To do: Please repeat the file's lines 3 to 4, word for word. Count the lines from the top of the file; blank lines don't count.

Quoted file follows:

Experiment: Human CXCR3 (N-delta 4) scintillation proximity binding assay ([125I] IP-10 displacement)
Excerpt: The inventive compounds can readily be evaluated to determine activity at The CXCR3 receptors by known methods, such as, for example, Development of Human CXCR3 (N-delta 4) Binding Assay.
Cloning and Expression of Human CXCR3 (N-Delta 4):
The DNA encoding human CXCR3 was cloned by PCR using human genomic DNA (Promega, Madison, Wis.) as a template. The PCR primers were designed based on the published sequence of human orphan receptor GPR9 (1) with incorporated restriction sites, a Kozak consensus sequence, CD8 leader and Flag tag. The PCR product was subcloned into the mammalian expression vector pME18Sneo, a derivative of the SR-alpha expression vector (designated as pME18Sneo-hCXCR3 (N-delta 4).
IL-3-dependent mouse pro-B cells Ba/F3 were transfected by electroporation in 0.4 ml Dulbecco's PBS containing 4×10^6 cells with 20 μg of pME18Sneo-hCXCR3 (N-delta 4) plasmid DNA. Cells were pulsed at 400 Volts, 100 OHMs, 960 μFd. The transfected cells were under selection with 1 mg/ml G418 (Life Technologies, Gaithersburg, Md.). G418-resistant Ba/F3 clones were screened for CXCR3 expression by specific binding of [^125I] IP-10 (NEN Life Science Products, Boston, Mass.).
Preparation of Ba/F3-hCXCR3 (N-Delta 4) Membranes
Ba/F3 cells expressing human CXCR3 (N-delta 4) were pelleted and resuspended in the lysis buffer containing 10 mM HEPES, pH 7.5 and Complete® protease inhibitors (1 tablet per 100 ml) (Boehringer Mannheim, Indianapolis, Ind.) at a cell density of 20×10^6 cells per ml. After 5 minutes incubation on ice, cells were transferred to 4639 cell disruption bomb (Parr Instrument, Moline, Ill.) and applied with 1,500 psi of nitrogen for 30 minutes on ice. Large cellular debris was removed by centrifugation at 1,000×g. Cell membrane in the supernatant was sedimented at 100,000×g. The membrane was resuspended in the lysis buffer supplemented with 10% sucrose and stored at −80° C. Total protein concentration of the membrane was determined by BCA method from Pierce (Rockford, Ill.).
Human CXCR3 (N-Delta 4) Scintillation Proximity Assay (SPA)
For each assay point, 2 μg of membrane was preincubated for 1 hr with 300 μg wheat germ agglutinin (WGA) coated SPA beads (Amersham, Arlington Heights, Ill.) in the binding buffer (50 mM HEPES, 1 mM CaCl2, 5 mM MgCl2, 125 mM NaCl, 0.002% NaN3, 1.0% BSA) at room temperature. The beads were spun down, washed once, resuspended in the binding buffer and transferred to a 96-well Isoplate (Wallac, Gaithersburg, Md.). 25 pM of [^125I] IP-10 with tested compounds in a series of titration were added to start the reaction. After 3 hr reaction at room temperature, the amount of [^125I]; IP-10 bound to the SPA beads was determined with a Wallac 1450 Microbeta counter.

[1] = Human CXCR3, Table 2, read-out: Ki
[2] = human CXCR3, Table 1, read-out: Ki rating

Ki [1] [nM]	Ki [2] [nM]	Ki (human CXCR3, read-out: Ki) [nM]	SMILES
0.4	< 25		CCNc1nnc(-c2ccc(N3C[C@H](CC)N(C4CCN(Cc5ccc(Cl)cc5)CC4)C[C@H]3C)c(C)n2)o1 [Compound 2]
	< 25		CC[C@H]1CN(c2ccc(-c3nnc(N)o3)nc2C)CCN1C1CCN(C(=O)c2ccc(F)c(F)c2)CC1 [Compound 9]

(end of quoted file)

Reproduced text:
Cloning and Expression of Human CXCR3 (N-Delta 4):
The DNA encoding human CXCR3 was cloned by PCR using human genomic DNA (Promega, Madison, Wis.) as a template. The PCR primers were designed based on the published sequence of human orphan receptor GPR9 (1) with incorporated restriction sites, a Kozak consensus sequence, CD8 leader and Flag tag. The PCR product was subcloned into the mammalian expression vector pME18Sneo, a derivative of the SR-alpha expression vector (designated as pME18Sneo-hCXCR3 (N-delta 4).